Herman Cain: Most Black People Too Poor To Tea Party

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Asked about his own position as the most prominent African American in the Republican party these days, Herman Cain is fond of saying he refuses to “stay on the Democratic plantation like he’s supposed to” or that he refused to drink the liberal Kool-Aid.

Asked why more African Americans haven’t joined him at tea party rallies and conservative conventions like the Faith And Family Conference in DC this weekend, the millionaire ex-CEO has a different explanation. African Americans, Cain told TPM, are too poor to tea party.“They can’t afford to,” Cain said. “So I think the first reason is economics. If you just look at the sheer economics of it.”

“If you look at the typical income of a black family of four it’s going to be lower than a non-black or white family of four,” he explained. “Generally speaking on average, white families are much more economically prosperous than black families. So, many black families don’t have the economic flexibility to go to a CPAC conference.”

Most tea partiers, Cain said, “own their own business, or they have the type of job where they have the flexibility where they can go to the rally.”

“Or they’re retired,” he added.

That’s just not the kind of job African Americans have, he said.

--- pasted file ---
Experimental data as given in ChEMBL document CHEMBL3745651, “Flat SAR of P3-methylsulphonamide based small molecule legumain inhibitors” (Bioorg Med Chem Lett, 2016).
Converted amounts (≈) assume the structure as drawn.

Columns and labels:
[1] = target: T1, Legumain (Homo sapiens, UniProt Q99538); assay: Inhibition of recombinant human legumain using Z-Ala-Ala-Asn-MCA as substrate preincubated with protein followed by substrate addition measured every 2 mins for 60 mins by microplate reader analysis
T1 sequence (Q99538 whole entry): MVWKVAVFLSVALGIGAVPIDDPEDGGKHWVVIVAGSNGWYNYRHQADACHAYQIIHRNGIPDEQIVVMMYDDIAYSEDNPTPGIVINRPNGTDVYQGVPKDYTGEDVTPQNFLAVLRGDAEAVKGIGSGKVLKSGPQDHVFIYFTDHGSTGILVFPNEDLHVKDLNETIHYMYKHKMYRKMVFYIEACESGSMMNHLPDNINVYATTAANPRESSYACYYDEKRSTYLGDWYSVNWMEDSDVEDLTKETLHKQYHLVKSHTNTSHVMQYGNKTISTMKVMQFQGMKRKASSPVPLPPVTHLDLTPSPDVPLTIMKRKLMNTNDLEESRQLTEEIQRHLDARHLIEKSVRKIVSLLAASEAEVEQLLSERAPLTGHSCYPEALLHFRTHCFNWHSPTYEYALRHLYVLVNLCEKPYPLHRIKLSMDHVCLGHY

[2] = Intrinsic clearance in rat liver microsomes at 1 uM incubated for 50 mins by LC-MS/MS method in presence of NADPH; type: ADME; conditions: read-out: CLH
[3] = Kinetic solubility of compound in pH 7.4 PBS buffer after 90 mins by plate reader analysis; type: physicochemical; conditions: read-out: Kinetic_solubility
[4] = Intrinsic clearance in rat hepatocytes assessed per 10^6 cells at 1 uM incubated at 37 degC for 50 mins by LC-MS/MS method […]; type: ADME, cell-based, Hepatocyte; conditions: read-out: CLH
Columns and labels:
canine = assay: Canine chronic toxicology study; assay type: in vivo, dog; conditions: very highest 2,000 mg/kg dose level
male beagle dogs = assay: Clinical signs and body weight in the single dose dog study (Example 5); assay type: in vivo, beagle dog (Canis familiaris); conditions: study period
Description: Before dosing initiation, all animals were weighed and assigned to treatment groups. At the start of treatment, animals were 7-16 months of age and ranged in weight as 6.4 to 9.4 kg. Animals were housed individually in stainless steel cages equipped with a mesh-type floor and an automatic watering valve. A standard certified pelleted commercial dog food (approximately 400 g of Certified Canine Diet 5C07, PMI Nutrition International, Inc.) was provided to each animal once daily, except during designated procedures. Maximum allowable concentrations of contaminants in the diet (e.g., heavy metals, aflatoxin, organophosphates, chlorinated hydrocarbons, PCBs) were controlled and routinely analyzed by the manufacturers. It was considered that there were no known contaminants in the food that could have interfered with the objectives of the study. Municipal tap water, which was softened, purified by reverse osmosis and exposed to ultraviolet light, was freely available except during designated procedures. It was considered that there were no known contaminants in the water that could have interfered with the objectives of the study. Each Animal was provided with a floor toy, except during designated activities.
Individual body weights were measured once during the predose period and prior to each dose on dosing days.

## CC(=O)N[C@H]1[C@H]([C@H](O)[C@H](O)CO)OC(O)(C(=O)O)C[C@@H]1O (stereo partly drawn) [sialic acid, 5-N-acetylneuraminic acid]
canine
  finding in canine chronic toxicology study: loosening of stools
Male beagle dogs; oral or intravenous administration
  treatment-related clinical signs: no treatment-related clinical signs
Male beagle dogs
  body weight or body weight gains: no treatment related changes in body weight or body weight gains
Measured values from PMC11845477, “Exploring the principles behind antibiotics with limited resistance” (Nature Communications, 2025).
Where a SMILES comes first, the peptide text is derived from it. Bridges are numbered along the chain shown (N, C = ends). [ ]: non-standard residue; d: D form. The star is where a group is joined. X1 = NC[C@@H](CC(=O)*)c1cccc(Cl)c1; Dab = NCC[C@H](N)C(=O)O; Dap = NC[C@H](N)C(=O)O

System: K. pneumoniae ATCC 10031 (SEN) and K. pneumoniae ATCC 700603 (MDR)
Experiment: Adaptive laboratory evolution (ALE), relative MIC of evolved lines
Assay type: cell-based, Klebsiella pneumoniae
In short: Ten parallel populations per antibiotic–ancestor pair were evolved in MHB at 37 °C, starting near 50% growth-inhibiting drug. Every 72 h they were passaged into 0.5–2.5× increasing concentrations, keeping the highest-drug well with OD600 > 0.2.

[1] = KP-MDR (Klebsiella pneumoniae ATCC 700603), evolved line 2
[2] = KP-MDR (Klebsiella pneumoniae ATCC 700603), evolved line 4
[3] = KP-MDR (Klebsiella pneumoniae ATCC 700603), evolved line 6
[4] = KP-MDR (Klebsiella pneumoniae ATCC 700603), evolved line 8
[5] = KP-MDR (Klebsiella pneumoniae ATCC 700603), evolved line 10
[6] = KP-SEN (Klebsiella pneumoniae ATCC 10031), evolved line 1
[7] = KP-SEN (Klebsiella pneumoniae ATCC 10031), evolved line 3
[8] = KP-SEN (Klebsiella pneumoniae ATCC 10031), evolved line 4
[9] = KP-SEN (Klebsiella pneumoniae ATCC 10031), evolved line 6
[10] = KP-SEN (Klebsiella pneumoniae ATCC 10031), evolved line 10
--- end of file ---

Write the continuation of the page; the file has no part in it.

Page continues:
“If you are a blue collar, hourly worker and you’re not the business owner, you’re not going to take off or ask your boss to take off unpaid to go to a rally,” he said.

Cain was rare in that as a minority conservative leader he declined to criticize the conservative movement or the GOP for the lack of diversity at tea party events or rallies. White Republican leaders have often said they need to do more to reach out for more racial diversity, and other prominent African Americans on the Republican side have said the same thing.

Asked about the sea of white faces that greet the visitor at nearly any conservative gathering — even some focused on racial diversity — Cain said there were two extra factors that went beyond economics. Population demographics was one answer, he said, and the other was what he called Democratic “demagoguing” of the Republican party and conservatism.

“Anecdotally, I happen to believe that at least a third of blacks who vote are conservative,” Cain said. “But the left has intimidation tactics that cause some people who may not be as outspoken as I am to stay silent.”

There’s been some evidence in past polling that Cain may be right about the ideology of African Americans, but 2010 exit polls showed the African American vote was around 90% Democratic.

As for the population numbers, Cain said it’s unrealistic to expect a large African American contingent at conservative events when one factors in the racial makeup of the country and the economic breakdown of blacks vs. whites.

“if you see 100 out of 1000 black faces in the audience, that’s par for the course [based on population numbers],” Cain said. “What lowers that is economics.”

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